In fact, I remember the first year this family and the rest of the team from Pasadena Covenant Church came to “dwell among us”, and I will let this story conclude my reflection today.
The first day of the afternoon camps, we were disappointed by the vary small number of kids who showed up and so decided to hit the streets in hope of recruiting more kids to come. The week before the group from Pasadena had arrived, there had been a gang murder that had taken the life of a very prominent gang member in our community. Large red shrines still stood boldly on Adams, nearby to where he had fallen, and we had warned our visiting friends about not wearing red that week, walking away from anyone who was wearing gang colors, and having in general a heightened sense of awareness for their safety. And a few weeks before that, a young girl had been shot in the face while playing basketball, in the same park that we were using to host our sports camp.
As we walked the streets and talked with kids and families, we could feel the fear and tension that our neighbors were living with, and we could understand why many of the parents were afraid to send their kids outside, and especially anywhere near the park.
In spite of these obstacles, we were able to make contact with a whole crew of kids and it wasn’t long before the camps were full and moving at full speed. As I walked down the street with Jamie, a San Marino physician who had come to Vacation to L.A. with her husband and three young children, still looking for any last kids to invite, she suddenly interrupted me and began to pull me toward the other side of the street. I looked up and saw what she had seen: a group of fifteen or twenty men approaching, all dressed entirely in red.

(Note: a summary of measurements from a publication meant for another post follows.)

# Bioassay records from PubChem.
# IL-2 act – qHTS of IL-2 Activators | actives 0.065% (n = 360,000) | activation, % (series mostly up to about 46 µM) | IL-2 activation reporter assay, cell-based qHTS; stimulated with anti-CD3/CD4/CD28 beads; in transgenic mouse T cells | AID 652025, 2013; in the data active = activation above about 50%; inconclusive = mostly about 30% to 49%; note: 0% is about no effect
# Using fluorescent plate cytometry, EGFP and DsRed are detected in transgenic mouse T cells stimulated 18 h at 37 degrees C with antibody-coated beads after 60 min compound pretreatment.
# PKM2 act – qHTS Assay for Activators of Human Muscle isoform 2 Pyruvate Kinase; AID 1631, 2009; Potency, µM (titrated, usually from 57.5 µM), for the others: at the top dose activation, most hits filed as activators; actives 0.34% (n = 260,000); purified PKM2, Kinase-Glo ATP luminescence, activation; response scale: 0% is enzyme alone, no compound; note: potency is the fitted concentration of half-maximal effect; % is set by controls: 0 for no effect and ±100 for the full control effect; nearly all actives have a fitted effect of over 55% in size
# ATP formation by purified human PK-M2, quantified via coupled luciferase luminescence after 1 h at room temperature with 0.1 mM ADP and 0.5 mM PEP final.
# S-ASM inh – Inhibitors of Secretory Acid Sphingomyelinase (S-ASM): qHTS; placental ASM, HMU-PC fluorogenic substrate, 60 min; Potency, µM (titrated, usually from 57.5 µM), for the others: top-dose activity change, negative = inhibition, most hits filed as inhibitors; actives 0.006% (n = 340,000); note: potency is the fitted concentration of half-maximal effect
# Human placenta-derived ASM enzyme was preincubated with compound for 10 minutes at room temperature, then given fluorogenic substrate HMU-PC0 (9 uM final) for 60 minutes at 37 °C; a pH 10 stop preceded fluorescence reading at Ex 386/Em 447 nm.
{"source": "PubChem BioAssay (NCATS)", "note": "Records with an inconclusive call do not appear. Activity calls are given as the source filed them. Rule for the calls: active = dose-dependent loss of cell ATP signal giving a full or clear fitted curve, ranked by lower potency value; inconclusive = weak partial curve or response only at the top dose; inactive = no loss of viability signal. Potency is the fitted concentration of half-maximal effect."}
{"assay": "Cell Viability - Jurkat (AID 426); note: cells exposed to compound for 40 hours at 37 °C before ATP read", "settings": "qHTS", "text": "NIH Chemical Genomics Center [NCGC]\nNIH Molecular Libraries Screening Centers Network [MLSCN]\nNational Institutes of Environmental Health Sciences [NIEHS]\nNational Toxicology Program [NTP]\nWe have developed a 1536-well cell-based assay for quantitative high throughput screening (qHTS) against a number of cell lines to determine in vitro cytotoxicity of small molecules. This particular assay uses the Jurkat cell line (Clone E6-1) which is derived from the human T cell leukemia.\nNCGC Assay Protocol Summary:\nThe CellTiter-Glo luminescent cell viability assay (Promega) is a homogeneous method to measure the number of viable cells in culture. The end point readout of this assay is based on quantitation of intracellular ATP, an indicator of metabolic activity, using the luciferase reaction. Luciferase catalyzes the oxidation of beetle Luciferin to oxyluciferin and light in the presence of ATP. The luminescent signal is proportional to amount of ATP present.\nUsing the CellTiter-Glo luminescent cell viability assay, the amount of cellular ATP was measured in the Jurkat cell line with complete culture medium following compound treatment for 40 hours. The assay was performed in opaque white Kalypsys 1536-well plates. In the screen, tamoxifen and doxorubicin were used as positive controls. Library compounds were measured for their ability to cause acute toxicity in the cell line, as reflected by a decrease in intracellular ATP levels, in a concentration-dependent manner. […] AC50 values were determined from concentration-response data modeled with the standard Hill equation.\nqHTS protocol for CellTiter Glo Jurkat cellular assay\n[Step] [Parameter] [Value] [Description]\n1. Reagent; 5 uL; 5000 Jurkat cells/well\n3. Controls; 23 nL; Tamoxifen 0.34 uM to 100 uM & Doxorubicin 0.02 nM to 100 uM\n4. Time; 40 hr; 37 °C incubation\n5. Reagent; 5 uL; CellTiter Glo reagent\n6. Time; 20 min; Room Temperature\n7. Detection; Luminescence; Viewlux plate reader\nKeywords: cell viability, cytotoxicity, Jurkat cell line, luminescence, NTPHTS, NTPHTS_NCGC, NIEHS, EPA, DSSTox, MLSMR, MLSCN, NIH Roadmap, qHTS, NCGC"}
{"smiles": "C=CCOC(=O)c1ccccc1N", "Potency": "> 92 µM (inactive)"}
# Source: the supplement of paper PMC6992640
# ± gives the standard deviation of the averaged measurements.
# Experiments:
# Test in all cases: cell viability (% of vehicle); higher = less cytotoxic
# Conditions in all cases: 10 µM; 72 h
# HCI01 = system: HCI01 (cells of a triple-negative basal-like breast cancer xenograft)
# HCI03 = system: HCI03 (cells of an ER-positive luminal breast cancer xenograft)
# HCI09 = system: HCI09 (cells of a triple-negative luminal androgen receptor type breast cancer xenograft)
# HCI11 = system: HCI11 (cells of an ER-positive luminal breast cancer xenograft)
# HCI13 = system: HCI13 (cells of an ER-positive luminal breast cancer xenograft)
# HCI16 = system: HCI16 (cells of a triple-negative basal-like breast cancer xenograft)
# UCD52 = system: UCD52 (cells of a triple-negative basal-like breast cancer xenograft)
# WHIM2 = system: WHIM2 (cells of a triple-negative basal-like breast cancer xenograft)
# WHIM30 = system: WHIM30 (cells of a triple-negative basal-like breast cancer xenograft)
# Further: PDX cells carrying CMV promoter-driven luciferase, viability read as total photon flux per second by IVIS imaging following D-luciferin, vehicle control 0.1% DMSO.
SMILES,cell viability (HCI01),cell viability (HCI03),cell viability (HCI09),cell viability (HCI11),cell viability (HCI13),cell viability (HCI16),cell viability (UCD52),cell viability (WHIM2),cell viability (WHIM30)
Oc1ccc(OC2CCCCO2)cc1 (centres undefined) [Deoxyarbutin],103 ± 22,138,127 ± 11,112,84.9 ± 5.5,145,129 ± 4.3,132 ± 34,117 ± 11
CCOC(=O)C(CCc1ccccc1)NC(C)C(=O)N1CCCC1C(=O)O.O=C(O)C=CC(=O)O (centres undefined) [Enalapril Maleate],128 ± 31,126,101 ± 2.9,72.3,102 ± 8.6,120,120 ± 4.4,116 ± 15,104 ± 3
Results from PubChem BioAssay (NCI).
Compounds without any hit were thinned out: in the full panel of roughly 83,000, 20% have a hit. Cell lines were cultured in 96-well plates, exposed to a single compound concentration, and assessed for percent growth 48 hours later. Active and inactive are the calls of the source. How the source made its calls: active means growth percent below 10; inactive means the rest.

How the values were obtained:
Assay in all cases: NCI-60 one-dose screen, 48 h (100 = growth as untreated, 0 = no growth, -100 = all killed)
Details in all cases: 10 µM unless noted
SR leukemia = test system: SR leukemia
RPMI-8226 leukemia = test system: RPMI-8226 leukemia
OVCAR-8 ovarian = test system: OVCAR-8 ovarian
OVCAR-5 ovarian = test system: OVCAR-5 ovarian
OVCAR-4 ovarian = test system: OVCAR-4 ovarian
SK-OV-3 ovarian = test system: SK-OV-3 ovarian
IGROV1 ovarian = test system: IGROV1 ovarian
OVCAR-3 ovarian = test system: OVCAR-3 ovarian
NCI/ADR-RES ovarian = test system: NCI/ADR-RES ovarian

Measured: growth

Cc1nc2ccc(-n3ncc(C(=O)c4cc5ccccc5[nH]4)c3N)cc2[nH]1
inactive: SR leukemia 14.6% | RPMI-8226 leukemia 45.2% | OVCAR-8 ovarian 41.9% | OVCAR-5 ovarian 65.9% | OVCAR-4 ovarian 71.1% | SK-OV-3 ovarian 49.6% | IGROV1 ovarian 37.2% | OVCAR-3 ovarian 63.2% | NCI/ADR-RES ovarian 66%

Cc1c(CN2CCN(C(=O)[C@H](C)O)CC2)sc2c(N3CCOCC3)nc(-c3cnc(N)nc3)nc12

We crossed the street without making eye contact, and moved quickly back toward the park. As we got closer, we saw that, in addition to the volunteers and the kids enjoying their sports camps, large groups of gang members were gathering. The adults present promptly sent the kids and most of the volunteers back to the church, while a few stayed at the park, trying to tear down the equipment we had been using. The park staff, however, having also sighted the gang members, locked the doors of the rec center and refused to open them and let them in.
Over the next few minutes, more than seventy men, dressed literally head to toe in the color red, descended on the park. It turned out the murdered gang member’s funeral had been held that day, and as is custom, the guys needed a place to gather after the funereal.
After that memorable first day, the camps continued to grow and more than seventy kids were ministered to that week in the name of Jesus. That Friday, we sponsored a barbecue in the park for all of the kids who had participated and for their families and we had a blast. I bet there were two hundred of us gathered there in the park that Friday night. And it was strange, but people would be driving by the park in their cars and they would slow down or even stop to stare at this strange group of black folk, white folk, and brown folk, all laughing and eating and talking together.
That night, families who had stayed locked up in their houses came outside and enjoyed dinner with their neighbors. That night, kids who had been scared to step onto the basketball court shot hoops with their new Pasadena friends. That night, relationships were started that have resulted in whole families coming to know Christ and joining our church. That night, the same park that, days before, had been a symbol of death, violence, fear and division became a place of life and light.
“Lord, to whom shall we go? You have the words of eternal life.”
When I grow weary from sharing or welcoming or forsaking something for the sake of the kingdom here; when I consider how much safer or easier a church full of people like me would be; when I look around sometimes and all I see are dry bones, I hear Simon Peter ask this and I know that, as much as he failed to see and grasp and follow his Lord through the valley of the shadow of death, he had eyes to see what was ultimately true about his master: in him was life, and life “to the full”.
And so, though he faltered and failed, he followed. And so must we.